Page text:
Genes Responsible for Aging Identified in Nematodes

The USask research team uncovered a pair of genes involved in removing cells of toxins that build in the body and cause aging while working with small nematode worms called C. elegans. The researchers discovered that inactivating genes named CCF-1 and PAL-1 caused nematodes to die 50% faster than usual.

Genes Responsible for Aging Identified in Nematodes

Left to right: USask master’s student Hadi Tabarraei with his supervisor, Dr Michael Wu (PhD), analyzes nematodes with a fluorescent microscope. Image Credit: Daniel Hallen/USask.

If you remove CCF-1 gene from the worms, they become super sensitive to even the mildest amount of stressors, such as those which can cause neurodegeneration. These genes may be a key regulator in what causes premature aging in individuals.”

Dr Michael Wu (PhD), Study Senior Author and Researcher, Veterinary Biomedical Sciences, Western College of Veterinary Medicine, University of Saskatchewan

While the study was carried out on nematodes, approximately 40% of nematode genes, including CCF-1 and PAL-1, have the same function in humans. In humans, CCF-1 is known as CNOT7, and PAL-1 is known as Cdx2.

These genes can be traced back to an individual human’s ability to fight off chemical stressors at the cellular level, which then is directly linked to the rate at which they age. Our goal is, at the basic, fundamental level, to define what drives aging—age is the primary driving factor of basically every chronic human disease.”

Dr Michael Wu (PhD), Study Senior Author and Researcher, Veterinary Biomedical Sciences, Western College of Veterinary Medicine, University of Saskatchewan

When you age, you increase susceptibility to getting cancer. When you age, you’re more prone to neurodegeneration. When you age, your metabolism slows down, and you’re more susceptible to the development of diabetes or cardiovascular failure,” Dr Michael Wu says.

Most of the investigation, which included screening all 20,000 nematode genes over the course of six months, was carried out by USask Master’s Student Hadi Tabarraei and Doctoral Student Brandon Waddell, with assistance from Undergraduate Students Kelly Raymond and Sydney Murray. Dr Ying Wang (PhD) and Dr. Keith Choe (PhD) of the University of Florida were also members of the team.

To simulate the cellular stress conditions that an organism undergoes as part of the aging process, nematodes were exposed to cadmium, a heavy metal that can accumulate in the body, and the neurotoxin acrylamide. The researchers used RNA interference to inactivate one gene at a time and discovered that nematodes with CCF-1 knocked out were more sensitive to the toxins and died at a significantly higher rate.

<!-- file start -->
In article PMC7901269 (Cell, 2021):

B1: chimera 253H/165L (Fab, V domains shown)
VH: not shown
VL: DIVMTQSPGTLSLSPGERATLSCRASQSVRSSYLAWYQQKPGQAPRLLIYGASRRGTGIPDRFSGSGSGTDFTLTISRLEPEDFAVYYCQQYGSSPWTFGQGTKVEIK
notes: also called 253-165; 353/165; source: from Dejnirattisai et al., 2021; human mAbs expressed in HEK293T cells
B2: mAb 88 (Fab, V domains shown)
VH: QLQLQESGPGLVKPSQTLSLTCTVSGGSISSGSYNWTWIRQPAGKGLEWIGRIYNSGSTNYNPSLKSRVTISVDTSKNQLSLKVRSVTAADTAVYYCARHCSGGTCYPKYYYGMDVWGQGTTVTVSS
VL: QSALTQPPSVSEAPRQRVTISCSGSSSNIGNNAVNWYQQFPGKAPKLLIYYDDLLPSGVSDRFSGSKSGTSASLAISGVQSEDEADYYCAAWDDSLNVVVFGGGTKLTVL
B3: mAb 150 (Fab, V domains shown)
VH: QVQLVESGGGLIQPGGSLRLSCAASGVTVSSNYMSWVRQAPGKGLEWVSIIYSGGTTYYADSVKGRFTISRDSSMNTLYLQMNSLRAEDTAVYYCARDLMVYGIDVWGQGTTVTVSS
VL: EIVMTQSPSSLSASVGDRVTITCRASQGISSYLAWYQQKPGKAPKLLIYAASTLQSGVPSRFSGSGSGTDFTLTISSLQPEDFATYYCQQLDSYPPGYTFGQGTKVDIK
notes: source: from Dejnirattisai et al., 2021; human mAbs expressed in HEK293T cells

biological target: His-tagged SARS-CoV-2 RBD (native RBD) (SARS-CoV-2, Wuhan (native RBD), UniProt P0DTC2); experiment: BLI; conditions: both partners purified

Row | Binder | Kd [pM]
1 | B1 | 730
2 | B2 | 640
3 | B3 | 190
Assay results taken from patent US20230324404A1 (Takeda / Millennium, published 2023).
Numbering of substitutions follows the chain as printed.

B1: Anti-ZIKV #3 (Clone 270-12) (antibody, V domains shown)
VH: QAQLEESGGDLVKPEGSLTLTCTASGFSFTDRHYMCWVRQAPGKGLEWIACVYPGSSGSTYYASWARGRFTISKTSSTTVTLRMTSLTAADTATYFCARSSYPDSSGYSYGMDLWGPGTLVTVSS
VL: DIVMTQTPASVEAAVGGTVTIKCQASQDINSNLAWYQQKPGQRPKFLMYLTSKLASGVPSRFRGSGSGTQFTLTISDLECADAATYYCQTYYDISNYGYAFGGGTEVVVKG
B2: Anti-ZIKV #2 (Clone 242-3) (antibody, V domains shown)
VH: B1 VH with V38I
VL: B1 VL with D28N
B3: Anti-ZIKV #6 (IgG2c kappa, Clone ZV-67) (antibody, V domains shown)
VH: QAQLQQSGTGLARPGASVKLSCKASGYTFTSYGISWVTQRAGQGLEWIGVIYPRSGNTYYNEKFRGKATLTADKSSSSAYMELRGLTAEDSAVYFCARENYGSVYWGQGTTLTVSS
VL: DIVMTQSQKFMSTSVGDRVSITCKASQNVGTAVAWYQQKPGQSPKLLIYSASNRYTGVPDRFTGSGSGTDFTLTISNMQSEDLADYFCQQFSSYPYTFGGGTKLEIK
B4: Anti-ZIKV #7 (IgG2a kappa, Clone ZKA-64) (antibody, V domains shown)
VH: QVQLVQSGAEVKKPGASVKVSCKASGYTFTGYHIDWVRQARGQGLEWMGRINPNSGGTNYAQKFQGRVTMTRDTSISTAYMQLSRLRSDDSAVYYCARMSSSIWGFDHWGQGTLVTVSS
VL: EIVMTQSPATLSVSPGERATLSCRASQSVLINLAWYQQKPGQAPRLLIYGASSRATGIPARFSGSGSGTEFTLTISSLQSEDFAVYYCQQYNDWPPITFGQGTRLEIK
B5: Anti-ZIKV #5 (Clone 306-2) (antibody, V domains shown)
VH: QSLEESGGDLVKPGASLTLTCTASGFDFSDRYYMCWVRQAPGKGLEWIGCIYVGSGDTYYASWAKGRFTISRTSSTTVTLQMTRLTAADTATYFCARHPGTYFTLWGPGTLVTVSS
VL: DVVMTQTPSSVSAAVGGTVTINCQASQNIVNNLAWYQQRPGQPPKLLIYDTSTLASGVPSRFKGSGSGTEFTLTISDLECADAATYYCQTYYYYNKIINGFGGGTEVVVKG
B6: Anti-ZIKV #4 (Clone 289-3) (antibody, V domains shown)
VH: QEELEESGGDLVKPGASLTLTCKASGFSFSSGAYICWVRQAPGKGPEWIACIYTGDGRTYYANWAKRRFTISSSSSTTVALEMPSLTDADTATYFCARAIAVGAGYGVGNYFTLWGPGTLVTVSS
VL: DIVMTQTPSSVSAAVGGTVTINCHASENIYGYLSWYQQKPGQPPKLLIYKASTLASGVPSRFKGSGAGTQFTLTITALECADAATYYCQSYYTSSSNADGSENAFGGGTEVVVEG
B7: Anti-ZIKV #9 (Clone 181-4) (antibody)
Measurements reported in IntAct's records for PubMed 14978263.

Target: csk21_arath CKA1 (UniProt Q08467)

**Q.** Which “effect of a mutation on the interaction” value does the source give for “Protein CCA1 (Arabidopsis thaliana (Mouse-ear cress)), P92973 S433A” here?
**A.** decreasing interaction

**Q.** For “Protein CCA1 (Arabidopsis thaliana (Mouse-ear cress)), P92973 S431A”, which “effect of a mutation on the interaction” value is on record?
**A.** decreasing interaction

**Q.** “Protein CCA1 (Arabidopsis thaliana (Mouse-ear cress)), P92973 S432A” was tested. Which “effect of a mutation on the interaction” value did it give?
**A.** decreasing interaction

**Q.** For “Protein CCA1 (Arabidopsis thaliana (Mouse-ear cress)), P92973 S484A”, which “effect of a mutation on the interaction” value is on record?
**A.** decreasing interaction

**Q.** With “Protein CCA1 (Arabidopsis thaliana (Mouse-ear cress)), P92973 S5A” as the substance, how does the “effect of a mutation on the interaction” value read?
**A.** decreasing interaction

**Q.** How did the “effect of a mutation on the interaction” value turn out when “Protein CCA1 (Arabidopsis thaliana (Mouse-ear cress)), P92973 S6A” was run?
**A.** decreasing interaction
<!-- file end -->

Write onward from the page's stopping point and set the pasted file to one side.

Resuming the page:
We were following hundreds of worms at different conditions, and tracking how long these worms go from birth to death. Nematodes only live about two to three weeks on average, so we can correlate our genetic data to a phenotype at the whole-organism level.”

Dr Michael Wu (PhD), Study Senior Author and Researcher, Veterinary Biomedical Sciences, Western College of Veterinary Medicine, University of Saskatchewan

After realizing the importance of the CCF-1 gene, the research team discovered that inactivating the PAL-1 gene created an almost identical response—the two genes work in concert to regulate the expression of multiple genes in responding to chemical stressors in the body.

The next steps in the research involve further investigation into the cellular processes in the nematode model to identify pharmacological compounds that can effectively turn on and off the genes in a controlled manner. Wu expects to pinpoint those compounds in the next five years and, in tandem, he intends to replicate the research with human cell lines and humanized mouse models, working with collaborators.

If you want to measure whether [a pharmacological] compound has an impact on lifespan or disease development, that can take three to five years because mice can live for two years and more, normally. With an extended lifespan, it’s probably four to five years down the road,” Wu concludes.

Source:
Journal reference:

Hadi Tabarraei, et al. (2023). CCR4‐NOT subunit CCF ‐1/ CNOT7 promotes transcriptional activation to multiple stress responses in Caenorhabditis elegans. Aging Cell. doi.org/10.1111/acel.13795.

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